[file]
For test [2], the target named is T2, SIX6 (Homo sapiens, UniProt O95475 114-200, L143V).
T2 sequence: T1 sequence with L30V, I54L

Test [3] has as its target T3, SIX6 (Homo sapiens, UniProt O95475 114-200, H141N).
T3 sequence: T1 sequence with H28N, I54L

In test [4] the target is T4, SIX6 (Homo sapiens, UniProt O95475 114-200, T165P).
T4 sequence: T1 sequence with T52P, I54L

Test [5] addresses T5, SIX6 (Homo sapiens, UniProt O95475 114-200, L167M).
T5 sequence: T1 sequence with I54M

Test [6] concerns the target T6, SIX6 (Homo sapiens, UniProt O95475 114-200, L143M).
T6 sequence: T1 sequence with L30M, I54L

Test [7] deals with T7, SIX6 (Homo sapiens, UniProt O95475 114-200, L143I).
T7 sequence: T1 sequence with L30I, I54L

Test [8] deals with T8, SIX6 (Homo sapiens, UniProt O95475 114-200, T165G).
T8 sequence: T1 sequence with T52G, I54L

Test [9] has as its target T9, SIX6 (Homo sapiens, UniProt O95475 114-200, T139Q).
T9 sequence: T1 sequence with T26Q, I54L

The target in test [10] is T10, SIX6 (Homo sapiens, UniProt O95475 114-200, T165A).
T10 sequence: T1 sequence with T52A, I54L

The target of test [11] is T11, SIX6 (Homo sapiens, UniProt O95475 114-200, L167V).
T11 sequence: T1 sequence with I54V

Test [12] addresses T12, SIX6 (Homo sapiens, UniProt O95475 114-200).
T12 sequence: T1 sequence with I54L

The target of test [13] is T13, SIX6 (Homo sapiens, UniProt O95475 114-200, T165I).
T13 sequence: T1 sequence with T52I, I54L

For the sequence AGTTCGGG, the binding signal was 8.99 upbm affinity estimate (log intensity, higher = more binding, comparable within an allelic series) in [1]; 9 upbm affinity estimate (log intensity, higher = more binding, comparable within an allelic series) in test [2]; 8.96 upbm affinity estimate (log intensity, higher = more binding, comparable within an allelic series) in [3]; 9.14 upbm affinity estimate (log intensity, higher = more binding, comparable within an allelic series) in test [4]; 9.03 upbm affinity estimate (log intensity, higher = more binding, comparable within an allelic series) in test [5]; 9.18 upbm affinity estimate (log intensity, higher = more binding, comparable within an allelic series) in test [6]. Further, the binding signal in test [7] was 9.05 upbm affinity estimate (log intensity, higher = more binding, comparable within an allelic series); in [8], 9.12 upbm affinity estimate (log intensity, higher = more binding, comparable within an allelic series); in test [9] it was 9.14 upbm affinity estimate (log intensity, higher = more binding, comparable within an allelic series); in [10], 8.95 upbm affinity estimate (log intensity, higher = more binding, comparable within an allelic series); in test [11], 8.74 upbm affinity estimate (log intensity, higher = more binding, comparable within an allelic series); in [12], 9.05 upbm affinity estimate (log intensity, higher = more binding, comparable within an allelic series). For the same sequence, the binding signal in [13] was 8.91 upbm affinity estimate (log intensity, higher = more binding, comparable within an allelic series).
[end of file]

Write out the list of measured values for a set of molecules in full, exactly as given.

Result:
For test [2], the target named is T2, SIX6 (Homo sapiens, UniProt O95475 114-200, L143V).
T2 sequence: T1 sequence with L30V, I54L

Test [3] has as its target T3, SIX6 (Homo sapiens, UniProt O95475 114-200, H141N).
T3 sequence: T1 sequence with H28N, I54L

In test [4] the target is T4, SIX6 (Homo sapiens, UniProt O95475 114-200, T165P).
T4 sequence: T1 sequence with T52P, I54L

Test [5] addresses T5, SIX6 (Homo sapiens, UniProt O95475 114-200, L167M).
T5 sequence: T1 sequence with I54M

Test [6] concerns the target T6, SIX6 (Homo sapiens, UniProt O95475 114-200, L143M).
T6 sequence: T1 sequence with L30M, I54L

Test [7] deals with T7, SIX6 (Homo sapiens, UniProt O95475 114-200, L143I).
T7 sequence: T1 sequence with L30I, I54L

Test [8] deals with T8, SIX6 (Homo sapiens, UniProt O95475 114-200, T165G).
T8 sequence: T1 sequence with T52G, I54L

Test [9] has as its target T9, SIX6 (Homo sapiens, UniProt O95475 114-200, T139Q).
T9 sequence: T1 sequence with T26Q, I54L

The target in test [10] is T10, SIX6 (Homo sapiens, UniProt O95475 114-200, T165A).
T10 sequence: T1 sequence with T52A, I54L

The target of test [11] is T11, SIX6 (Homo sapiens, UniProt O95475 114-200, L167V).
T11 sequence: T1 sequence with I54V

Test [12] addresses T12, SIX6 (Homo sapiens, UniProt O95475 114-200).
T12 sequence: T1 sequence with I54L

The target of test [13] is T13, SIX6 (Homo sapiens, UniProt O95475 114-200, T165I).
T13 sequence: T1 sequence with T52I, I54L

For the sequence AGTTCGGG, the binding signal was 8.99 upbm affinity estimate (log intensity, higher = more binding, comparable within an allelic series) in [1]; 9 upbm affinity estimate (log intensity, higher = more binding, comparable within an allelic series) in test [2]; 8.96 upbm affinity estimate (log intensity, higher = more binding, comparable within an allelic series) in [3]; 9.14 upbm affinity estimate (log intensity, higher = more binding, comparable within an allelic series) in test [4]; 9.03 upbm affinity estimate (log intensity, higher = more binding, comparable within an allelic series) in test [5]; 9.18 upbm affinity estimate (log intensity, higher = more binding, comparable within an allelic series) in test [6]. Further, the binding signal in test [7] was 9.05 upbm affinity estimate (log intensity, higher = more binding, comparable within an allelic series); in [8], 9.12 upbm affinity estimate (log intensity, higher = more binding, comparable within an allelic series); in test [9] it was 9.14 upbm affinity estimate (log intensity, higher = more binding, comparable within an allelic series); in [10], 8.95 upbm affinity estimate (log intensity, higher = more binding, comparable within an allelic series); in test [11], 8.74 upbm affinity estimate (log intensity, higher = more binding, comparable within an allelic series); in [12], 9.05 upbm affinity estimate (log intensity, higher = more binding, comparable within an allelic series). For the same sequence, the binding signal in [13] was 8.91 upbm affinity estimate (log intensity, higher = more binding, comparable within an allelic series).